See full article at The Film Stage »

Bong Joon-Ho’s Palme d’Or Winner ‘Parasite’ Pulled From Chinese Film Festival

Originally slated to close China’s First Film Festival on July 28, South Korean director Bong Joon-ho’s “Parasite” has just been removed from the fest’s slate for “technical reasons.” The film, which won the Palme d’Or unanimously at the 2019 Cannes Film Festival, is the fifth festival film to rankle Chinese censors this year, according to Variety.

Organizers of the 10-day festival in Xining, Qinghai province, released a social media statement, issuing “sincere apologies for the inconvenience,” but with no further details. The festival’s shuttering of Bong’s dark, class-conflict comedy likely stems from the currently tense diplomatic relationship between China and South Korea, which operates an American-owned anti-missile system, in conflict with China’s own military policies. All Korean films and TV series are also banned from being imported in China for theatrical exhibition and streaming, with no Korean films seeing a release in China in the last two years.
See full article at Indiewire »

‘Jo Pil-ho: The Dawning Rage’ Review (Netflix)

  • Nerdly
Stars: Philip Hersh, So-nee Jeon, Sun-kyun Lee, Young-yu Lee, Hae-Joon Park | Written and Directed by Jeong-beom Lee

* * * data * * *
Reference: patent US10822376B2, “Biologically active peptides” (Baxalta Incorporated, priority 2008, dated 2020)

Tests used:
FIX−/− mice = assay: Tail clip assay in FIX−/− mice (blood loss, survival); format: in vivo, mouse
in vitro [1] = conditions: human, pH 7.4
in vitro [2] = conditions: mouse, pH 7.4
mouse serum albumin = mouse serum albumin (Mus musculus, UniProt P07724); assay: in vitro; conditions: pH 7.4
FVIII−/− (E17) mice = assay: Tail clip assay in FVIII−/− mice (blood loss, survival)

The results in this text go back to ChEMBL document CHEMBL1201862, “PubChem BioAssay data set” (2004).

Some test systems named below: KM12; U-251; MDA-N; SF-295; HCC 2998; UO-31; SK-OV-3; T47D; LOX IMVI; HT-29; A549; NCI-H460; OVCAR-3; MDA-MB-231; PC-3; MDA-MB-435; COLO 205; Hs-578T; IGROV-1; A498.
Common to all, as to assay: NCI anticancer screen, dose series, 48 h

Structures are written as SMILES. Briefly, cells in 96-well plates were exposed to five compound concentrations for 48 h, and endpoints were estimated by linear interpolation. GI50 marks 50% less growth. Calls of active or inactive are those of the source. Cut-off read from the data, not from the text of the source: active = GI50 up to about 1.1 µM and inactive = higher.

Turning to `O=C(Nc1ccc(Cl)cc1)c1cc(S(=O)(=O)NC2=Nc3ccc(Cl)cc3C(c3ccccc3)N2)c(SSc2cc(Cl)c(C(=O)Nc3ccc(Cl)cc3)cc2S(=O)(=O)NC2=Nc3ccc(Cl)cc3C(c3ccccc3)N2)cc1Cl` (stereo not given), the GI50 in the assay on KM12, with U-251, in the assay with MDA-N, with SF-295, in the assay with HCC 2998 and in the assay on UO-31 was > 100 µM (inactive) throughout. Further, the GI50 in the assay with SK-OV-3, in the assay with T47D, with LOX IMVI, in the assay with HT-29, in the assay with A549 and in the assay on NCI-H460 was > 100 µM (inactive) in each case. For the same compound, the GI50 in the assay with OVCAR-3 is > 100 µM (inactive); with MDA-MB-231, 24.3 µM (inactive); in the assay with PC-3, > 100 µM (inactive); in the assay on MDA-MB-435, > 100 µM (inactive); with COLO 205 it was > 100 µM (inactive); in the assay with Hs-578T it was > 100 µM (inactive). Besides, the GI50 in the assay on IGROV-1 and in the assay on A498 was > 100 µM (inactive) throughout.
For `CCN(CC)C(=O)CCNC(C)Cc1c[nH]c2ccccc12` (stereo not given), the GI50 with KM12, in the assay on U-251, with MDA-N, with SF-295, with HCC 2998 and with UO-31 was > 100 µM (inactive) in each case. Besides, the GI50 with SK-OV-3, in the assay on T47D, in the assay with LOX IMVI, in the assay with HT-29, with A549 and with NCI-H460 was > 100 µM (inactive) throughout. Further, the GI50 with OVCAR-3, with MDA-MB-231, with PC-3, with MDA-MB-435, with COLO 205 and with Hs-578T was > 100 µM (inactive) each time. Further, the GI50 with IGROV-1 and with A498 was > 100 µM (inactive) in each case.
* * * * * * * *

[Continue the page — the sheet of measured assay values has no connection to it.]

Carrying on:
Jo Pil-ho: The Dawning Rage, directed by Lee Jeong-beom, stars Lee Sun-kyun as the titular character. A washed-up double-crossing crooked detective who on his latest illegal exploit is uncovered in a larger underground criminal conspiracy scheme that splits his personal life and career in half.

Think a Korean spin on Martin Scorsese’s Taxi Driver meets Abel Ferrera’s Bad Lieutenant. The story itself, written by Lee Jeong-beom and Im Beom, isn’t all that dissimilar from your usual anti-hero detective thriller born out of conventional genre tropes and flood the South Korean market. However, Jo Pil-ho: The Dawning Rage offers a decent escapade for its audience, with a balance of tone that works perfectly in a less than the harsh approach to the material that could easily be overly muddled and dark.